In our systematic review of patients who have undergone an ACLR, the timing of the surgery did not show a significant difference in the incidence of meniscal or chondral lesions. As previous studies have shown an increase in the number of chondral and meniscal lesions, the reason our review did not show this could be 2-fold. First, 2 out of 4 studies35,36 excluded meniscal lesions requiring a repair or chondral lesions that required more than simple debridement from the study population due to the alteration in rehabilitation protocol they would have to undergo. These studies excluded any meniscal injuries that required a repair, or the more severe chondral lesions, classified as outerbridge grades III and IV. These were also the studies that explicitly stated what the rehabilitation protocol was, showing good transparency in methods. As shown by Leiter et al,37 these lesions are of interest, particularly medial meniscal lesions, because those requiring repair or excision were the only predictors identified for future degenerative change in their study (P = 0.012). Second, the time frame used for these studies is quite short and does not reflect regular practice; particularly, in our institution (publicly funded), the average time to ACLR is well over 4 weeks. Previous retrospective cohort studies have shown significant differences between early and delayed reconstruction when using an end point of >3,38–40 >6,6,41 and >12 months42–45 for delayed reconstruction, in regard to the incidence of meniscal and chondral lesions. The main reason of concern for the increased incidence of meniscal and chondral injuries is due to the eventual development of posttraumatic OA. In their retrospective study, Church and Keating44 was able to document the increased incidence of degenerative change at the time of surgery in knees that had greater than a year from the time of injury to surgery, adding further support to the correlation between meniscal/chondral damage and the onset of OA. In a study performed by Frobell et al,46 they compared early ACLR defined as <10 weeks and the optional late reconstruction group occurring at an average of 347 ± 124 days, giving a range of roughly 8 to 13 months. In their study, they found no significant differences in Knee Injury and Osteoarthritis Outcome Score, SF-36 score, or Tegner activity score. In addition, in their 5-year follow-up study47, they continued to find no difference in the above scores, as well as incidence of radiographic arthritis. They concluded that it is acceptable to wait up to 3 months from the time of injury to ACLR during which conservative treatment is initiated. However, the numbers in each group were quite skewed because only 23 patients in the optional delayed reconstruction group underwent ACLR compared with 60 patients in the early reconstruction group. In addition, this study did not document the number of chondral lesions, which as mentioned above, is a significant contributor to the development of OA. In the follow-up study reporting on incidence of radiographic OA, unfortunately, radiographic analysis of cartilage degeneration does not accurately reflect actual degenerative change found on arthroscopy. In a study by Brandt et al48 of 17 patients reported to have no signs of radiographic arthritis, 7 (41%) were found to have advanced tibiofemoral or patellofemoral OA seen on arthroscopy. In addition, radiographic change was only moderately strong in its correlation with actual articular degeneration found on arthroscopy as reported by Kijowski et al49. These findings of inaccuracy between arthroscopic and radiographic signs of degeneration has been supported previously as well50,51.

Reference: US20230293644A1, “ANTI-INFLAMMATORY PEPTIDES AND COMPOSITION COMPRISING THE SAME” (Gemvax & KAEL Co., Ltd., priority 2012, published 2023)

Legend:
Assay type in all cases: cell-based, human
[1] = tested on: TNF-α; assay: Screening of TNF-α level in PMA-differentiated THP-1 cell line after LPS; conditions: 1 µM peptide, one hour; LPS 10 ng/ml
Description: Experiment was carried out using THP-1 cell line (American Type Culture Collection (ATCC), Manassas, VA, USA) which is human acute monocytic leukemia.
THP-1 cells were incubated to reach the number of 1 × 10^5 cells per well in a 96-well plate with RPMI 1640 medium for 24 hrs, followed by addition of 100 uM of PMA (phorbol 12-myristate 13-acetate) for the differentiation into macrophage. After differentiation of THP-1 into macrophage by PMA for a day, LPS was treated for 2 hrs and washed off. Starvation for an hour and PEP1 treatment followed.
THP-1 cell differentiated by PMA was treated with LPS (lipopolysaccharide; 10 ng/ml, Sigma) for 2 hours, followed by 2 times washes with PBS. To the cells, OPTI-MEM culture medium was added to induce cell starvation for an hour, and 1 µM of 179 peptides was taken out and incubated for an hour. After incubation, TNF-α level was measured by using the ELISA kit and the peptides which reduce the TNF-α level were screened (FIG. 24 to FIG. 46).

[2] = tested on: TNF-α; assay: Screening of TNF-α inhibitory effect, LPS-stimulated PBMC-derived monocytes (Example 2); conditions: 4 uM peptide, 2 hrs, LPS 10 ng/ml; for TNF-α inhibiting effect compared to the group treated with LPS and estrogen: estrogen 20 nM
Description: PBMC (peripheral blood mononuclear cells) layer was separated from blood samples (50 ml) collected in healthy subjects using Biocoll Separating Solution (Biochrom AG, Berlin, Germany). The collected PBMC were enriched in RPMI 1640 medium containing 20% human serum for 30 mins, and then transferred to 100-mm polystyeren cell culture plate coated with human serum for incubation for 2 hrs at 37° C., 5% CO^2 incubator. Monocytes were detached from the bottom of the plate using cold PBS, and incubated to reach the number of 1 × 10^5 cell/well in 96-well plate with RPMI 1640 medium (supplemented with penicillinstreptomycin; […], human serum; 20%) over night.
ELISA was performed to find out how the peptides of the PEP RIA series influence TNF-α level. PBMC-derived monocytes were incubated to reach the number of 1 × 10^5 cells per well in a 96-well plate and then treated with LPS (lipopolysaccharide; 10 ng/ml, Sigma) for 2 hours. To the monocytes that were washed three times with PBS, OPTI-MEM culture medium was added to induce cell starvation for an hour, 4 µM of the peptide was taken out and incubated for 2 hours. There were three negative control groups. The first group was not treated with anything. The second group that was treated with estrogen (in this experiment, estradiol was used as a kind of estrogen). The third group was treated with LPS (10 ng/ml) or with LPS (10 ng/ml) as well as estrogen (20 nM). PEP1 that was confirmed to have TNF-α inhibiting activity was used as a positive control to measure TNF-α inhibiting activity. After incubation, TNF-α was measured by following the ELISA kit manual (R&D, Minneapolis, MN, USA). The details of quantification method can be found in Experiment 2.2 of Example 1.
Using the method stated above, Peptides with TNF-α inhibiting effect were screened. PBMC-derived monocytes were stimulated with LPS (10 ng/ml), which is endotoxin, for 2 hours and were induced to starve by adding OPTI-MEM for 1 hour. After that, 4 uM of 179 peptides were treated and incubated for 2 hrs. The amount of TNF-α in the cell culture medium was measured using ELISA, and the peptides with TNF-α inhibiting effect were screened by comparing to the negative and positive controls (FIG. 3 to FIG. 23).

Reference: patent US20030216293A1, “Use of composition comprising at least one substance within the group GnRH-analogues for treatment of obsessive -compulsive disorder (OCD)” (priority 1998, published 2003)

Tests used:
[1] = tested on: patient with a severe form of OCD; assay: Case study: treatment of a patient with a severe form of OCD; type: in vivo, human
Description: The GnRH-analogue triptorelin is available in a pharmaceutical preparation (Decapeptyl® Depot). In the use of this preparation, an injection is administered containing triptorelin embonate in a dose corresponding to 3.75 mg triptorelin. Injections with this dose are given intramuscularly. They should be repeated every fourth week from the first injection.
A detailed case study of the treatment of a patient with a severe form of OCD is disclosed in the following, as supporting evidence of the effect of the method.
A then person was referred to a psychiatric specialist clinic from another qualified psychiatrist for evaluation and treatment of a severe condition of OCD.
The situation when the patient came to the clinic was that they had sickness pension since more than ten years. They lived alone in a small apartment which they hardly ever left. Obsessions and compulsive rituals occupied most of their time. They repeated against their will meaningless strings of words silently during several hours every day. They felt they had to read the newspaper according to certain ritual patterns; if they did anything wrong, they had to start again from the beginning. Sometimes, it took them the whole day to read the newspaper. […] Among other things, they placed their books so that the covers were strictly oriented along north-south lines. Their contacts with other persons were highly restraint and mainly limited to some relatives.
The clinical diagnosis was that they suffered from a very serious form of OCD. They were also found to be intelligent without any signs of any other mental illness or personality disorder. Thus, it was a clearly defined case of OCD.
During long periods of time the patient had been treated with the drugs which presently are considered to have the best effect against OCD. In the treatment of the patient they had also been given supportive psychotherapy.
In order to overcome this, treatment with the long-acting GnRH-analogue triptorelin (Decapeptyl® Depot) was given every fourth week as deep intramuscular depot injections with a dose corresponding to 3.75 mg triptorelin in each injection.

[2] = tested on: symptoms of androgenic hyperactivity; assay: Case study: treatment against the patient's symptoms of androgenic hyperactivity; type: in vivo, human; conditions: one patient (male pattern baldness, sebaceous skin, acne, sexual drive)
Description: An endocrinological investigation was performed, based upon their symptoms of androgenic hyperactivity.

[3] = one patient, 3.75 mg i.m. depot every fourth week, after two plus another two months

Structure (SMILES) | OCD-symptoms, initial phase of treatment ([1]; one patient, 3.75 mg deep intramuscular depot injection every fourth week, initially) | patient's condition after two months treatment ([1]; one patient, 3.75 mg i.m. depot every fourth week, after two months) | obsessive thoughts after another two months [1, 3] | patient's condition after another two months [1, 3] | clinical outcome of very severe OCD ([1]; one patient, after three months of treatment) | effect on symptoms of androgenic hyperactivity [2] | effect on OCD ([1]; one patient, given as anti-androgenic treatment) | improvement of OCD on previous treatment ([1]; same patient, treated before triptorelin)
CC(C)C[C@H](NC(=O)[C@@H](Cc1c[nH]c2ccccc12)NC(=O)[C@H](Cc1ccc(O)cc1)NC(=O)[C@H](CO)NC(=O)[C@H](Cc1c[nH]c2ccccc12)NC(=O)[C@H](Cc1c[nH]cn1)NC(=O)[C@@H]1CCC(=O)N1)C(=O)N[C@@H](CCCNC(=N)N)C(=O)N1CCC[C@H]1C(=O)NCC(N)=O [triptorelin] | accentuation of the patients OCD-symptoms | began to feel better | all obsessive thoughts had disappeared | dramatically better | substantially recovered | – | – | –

Unfortunately, we were unable to pool any of the secondary outcome measures; however, the individual studies reported no significant differences in any of the outcomes recorded. This reflects the conclusions of previous systematic reviews2,8,46 where no differences were found in outcomes or postoperative stiffness between the 2 groups.
The internal validity of the included trials was variable with only one trial being rated as having a high risk of bias35 and only one study ranking <75% on the Detsky score.34 Interestingly, the trial with high risk of bias was also the only study to report a significant difference in meniscal and chondral injuries, favoring the early reconstruction group.
Our meta-analysis adds to the existing literature by objectively evaluating and pooling data to answer the question regarding timing of surgery and the incidence of chondral lesions from 0 to 4 weeks after injury. Strengths of our review include our comprehensive search strategy, utilization of multiple electronic database searches, hand searches, and searching of conference abstracts. We strictly adhered to the recommended guidelines for conducting and reporting systematic reviews and provided a comprehensive evaluation of the literature's methodological quality as well as risk of bias.
Limitations of this study include the small number of included studies, the short duration of the delayed reconstruction group, the lack of reported secondary outcome measures, and the smaller sample sizes.
There is a paucity of randomized controlled trials that measure outcomes and the rate of meniscal and chondral injuries secondary to the timing of ACLR. In patients receiving an ACLR, there is no evidence of a significant difference in the incidence of meniscal or chondral pathology between those operated on <3 weeks from injury and those that were >4 weeks from injury. Future randomized controls trials should address larger periods between early and delayed reconstruction because most studies in the past have shown significant differences with a delay of 3 months or greater. A future meta-analysis that takes into account the lower quality studies (level II and level III) may be performed to get a more accurate description of secondary pathology using these longer periods.